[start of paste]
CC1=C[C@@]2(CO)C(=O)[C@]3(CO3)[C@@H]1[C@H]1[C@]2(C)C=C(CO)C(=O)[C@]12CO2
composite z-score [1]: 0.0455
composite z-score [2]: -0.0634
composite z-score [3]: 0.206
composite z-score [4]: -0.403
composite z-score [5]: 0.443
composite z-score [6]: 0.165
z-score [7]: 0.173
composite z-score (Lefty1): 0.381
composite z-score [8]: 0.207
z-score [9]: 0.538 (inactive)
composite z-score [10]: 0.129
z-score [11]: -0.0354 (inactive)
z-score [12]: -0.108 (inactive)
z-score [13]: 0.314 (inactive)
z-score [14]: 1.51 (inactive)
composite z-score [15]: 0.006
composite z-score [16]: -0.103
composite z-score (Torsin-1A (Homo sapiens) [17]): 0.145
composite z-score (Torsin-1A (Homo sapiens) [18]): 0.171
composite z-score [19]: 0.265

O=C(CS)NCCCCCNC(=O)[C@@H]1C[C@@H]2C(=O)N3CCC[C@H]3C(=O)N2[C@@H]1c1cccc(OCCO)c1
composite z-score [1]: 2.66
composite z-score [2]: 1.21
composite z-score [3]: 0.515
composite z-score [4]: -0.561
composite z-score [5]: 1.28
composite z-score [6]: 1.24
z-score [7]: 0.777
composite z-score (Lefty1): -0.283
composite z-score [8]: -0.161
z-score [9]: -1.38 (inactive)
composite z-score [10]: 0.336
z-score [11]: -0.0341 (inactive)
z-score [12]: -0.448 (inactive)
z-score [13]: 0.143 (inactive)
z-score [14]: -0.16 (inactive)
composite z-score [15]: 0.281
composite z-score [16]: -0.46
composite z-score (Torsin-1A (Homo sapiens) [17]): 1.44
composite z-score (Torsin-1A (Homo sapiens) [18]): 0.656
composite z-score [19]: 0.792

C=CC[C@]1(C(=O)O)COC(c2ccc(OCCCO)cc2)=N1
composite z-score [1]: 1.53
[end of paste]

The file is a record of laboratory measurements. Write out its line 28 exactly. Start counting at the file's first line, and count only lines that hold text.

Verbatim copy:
composite z-score [6]: 1.24